North Carolina Certificate of Need - Landscape for the Remainder of 2021

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Predictably, the 2021 Certificate of Need (CON) year in North Carolina has begun with a veritable flurry of activity – what has happened to date and, importantly, what we can expect for the remainder of the 2021 CON year?

On the Horizon

While not an exhaustive list of what lies ahead, several notable opportunities are forecasted for the balance of 2021. 

Operating Rooms

Opportunities abound for new proposals for Operating Rooms (ORs) in key North Carolina markets. ORs can be proposed by new market entrants or by existing Surgery Centers or Hospitals. Three ORs are shown as needed in Orange County with applications due in June. Three ORs are shown as a need in Wake County with applications due in August. Finally, two ORs are identified as a need in Brunswick County with applications due in October.   

MRI Scanners

Proposals for a new MRI scanner will be accepted for Mecklenburg County in August, for New Hanover County in September, and for Orange County in October. 

PET Scanners

Several key opportunities remain for providers seeking approval for new PET scanners. Proposals will be accepted in June for Health Service Area IV, which consists of a number of counties including Orange, Wake and Durham. Proposals are due in September for the large Health Service Area VI which includes Pitt County and a range of other Counties. Applications will be received in October proposing PET capacity in Health Service Area V which encompasses multiple Counties including New Hanover County. In October, the State will receive applications for Statewide mobile PET proposals. 

Other Health Care Capacities

Providers can apply for CON approval to develop various numbers of new acute care beds in locations across the State (Cabarrus, 22 beds in August; Mecklenburg, 123 beds in October; and New Hanover, 35 beds in June). 

In a range of mostly rural counties, several more 2021 proposals will be accepted for the development of new Adult Care Home beds, commonly referred to as assisted living beds. Some of the Need Determinations are for a low number of beds but a few are of sufficient size to potentially support a stand-alone facility.

The Governor included an adjusted need determination for 70 adult substance use disorder beds in the Eastern Region with applications due in mid-May. A few psychiatric bed filing opportunities remain in 2021, as well as a few openings to apply for substance abuse disorder beds in various areas of the State. As noted below, despite opportunities, only one psychiatric bed proposal – a relocation – has been submitted thus far in 2021.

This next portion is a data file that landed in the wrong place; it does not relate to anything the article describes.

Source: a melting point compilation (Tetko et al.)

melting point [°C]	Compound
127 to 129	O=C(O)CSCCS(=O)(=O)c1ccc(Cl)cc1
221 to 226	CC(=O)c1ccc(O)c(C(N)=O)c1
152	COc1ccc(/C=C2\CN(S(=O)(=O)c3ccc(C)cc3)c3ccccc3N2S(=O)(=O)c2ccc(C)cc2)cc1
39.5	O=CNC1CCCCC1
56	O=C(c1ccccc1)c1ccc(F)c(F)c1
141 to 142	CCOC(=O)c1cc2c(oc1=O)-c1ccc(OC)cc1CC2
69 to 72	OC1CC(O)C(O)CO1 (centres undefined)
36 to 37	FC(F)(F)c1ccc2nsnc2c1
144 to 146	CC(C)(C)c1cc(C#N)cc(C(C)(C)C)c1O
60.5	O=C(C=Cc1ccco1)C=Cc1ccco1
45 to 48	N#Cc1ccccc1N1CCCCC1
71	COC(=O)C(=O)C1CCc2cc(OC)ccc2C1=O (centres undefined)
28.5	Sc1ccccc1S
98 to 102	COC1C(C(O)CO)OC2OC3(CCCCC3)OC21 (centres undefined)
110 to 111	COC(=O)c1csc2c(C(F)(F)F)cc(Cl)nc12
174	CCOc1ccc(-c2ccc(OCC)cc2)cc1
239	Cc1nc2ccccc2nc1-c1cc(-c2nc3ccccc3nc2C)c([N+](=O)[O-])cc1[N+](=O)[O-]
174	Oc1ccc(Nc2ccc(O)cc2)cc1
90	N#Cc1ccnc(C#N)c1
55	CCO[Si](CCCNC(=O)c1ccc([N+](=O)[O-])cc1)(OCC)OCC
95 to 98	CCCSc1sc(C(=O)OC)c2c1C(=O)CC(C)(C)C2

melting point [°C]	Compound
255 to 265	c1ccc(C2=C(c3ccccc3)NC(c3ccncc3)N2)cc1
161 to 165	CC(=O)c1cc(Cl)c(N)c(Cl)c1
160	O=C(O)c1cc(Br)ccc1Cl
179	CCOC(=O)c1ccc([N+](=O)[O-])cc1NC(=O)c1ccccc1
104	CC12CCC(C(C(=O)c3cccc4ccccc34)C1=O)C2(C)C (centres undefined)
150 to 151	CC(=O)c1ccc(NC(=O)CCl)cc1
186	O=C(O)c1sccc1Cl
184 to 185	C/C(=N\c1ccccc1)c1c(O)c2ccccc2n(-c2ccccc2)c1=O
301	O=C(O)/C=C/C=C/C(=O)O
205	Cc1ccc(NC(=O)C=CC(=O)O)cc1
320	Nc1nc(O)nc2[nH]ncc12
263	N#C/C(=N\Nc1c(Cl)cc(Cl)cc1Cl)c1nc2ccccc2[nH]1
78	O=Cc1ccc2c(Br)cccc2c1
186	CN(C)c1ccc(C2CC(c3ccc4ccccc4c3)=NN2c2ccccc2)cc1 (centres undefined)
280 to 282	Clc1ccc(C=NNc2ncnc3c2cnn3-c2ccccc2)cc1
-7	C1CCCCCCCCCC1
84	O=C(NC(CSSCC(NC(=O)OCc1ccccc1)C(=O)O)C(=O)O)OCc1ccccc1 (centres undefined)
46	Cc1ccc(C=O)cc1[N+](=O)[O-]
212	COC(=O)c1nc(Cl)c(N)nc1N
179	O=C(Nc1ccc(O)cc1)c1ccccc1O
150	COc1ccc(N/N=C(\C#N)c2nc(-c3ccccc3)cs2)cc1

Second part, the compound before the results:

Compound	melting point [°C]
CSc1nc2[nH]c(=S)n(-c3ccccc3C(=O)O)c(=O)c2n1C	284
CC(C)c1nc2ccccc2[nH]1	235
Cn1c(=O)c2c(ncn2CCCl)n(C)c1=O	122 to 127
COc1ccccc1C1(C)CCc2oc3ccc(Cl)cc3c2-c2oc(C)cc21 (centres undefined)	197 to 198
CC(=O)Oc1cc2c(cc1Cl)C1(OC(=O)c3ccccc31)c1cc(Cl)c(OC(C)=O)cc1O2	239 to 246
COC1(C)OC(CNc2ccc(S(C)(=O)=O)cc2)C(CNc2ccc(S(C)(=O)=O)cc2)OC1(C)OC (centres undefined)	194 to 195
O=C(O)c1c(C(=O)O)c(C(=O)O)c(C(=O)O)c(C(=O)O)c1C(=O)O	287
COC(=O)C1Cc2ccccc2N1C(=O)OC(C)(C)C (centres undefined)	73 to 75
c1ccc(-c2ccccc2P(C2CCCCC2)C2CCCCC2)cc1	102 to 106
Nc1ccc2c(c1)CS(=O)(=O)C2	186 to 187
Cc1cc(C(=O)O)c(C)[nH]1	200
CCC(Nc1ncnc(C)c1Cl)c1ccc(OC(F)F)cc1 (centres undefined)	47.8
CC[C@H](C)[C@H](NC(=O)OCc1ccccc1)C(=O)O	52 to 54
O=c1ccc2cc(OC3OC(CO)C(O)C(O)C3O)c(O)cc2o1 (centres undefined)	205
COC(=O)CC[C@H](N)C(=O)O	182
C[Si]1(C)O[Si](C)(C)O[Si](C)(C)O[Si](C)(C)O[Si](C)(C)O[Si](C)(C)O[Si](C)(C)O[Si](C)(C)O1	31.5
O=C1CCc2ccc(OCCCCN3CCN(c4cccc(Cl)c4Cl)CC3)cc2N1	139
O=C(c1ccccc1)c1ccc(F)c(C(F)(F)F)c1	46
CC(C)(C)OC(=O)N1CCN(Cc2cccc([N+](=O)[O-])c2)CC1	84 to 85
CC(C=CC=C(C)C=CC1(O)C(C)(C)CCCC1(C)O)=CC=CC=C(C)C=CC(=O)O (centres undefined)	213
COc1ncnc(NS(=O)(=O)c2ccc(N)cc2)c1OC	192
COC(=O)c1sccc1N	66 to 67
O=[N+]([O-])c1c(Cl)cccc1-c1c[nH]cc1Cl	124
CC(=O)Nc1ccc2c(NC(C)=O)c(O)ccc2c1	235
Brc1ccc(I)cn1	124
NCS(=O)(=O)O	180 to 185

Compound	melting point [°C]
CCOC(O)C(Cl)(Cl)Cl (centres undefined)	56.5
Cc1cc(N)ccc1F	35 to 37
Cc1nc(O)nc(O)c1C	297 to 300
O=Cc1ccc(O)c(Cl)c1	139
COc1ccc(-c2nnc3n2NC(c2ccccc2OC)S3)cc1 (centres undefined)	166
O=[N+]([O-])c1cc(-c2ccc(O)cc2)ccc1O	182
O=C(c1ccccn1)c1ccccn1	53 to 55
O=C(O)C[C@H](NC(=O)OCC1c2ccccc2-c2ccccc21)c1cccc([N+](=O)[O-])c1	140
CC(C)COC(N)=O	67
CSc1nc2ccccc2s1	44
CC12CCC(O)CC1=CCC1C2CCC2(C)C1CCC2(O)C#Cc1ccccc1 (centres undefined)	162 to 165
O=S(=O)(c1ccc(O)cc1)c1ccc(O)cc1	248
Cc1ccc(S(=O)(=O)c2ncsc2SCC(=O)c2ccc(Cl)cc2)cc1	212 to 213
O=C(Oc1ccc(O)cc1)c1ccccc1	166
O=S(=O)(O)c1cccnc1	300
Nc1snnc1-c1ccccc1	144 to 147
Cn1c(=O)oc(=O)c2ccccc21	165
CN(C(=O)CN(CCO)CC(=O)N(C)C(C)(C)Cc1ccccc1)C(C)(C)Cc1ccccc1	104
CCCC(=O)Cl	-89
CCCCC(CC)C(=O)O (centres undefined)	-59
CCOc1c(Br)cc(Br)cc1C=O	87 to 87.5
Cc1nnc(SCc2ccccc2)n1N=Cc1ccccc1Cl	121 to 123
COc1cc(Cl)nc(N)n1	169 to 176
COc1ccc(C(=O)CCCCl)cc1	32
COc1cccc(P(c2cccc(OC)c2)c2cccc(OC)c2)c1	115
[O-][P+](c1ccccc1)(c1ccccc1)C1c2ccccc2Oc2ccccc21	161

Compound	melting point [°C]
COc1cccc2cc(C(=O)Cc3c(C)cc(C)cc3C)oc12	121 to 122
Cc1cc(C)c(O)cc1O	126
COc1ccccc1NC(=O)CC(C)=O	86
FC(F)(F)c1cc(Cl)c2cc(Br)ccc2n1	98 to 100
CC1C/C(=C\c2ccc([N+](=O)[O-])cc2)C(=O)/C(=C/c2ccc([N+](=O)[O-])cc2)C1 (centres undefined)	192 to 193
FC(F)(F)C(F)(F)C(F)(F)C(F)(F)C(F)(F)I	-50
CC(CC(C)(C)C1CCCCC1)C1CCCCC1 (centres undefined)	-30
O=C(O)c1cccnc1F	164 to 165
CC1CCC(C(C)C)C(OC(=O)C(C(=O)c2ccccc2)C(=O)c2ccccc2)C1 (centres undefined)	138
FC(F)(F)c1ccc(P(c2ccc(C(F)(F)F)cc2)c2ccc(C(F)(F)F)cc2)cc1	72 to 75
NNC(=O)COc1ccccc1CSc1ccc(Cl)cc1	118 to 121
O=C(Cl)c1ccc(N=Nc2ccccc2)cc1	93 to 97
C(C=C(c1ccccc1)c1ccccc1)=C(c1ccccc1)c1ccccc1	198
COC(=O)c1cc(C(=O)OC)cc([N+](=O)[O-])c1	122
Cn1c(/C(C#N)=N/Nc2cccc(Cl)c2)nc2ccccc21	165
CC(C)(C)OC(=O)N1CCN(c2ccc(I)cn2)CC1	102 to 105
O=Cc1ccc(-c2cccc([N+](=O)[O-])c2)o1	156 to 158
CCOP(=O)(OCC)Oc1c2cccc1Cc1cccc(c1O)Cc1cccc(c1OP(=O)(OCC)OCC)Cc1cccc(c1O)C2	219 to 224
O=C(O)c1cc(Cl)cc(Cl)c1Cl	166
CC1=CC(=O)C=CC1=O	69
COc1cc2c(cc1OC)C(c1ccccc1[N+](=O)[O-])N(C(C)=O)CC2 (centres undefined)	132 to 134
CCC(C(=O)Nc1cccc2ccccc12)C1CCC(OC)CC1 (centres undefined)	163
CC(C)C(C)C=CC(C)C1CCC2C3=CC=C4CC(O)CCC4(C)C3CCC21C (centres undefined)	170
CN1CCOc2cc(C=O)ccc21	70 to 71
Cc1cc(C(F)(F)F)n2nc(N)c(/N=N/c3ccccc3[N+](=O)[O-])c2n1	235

Early 2021 CON Activity

The 2021 bustle of activity in CON has included a range of project proposals submitted during the early months of the calendar year, highlights of which include the following:

Most recently, the Agency received a $31 million renovation proposal from a provider in Alamance County. In Buncombe County, two competing CON Applications were submitted in response to the Need Determination for a new PET scanner for Western North Carolina. Also, in Buncombe County, a long-term care provider has proposed a bed relocation project. Earlier this year, three competing MRI projects were proposed in response to the 2021 Need Determination for a new scanner in Buncombe County. 

Earlier this year, a provider proposed a new 40-bed hospital in Wake County. In turn, its competitor recently filed a proposal for a new 40-bed hospital in Durham County. Several applicants will vie for the approval of new operating rooms in Durham County. 

In the most recent burst of CON activity, multiple providers will compete for the single Home Health Agency approval for Mecklenburg County. In Orange County, applications were received for a diagnostic center project and for an expansion of a hospital-based oncology clinic. Applications were recently received from several providers seeking to develop diagnostic centers and acquire MRI capacity in Wake County. 

Two Haywood County assisted living project proposals were submitted in 2021. Alamance County was the site for a 2021 proposal for a new diagnostic center. A linear accelerator replacement was proposed in Onslow County, and a GI center relocation proposal was submitted by a Union County provider.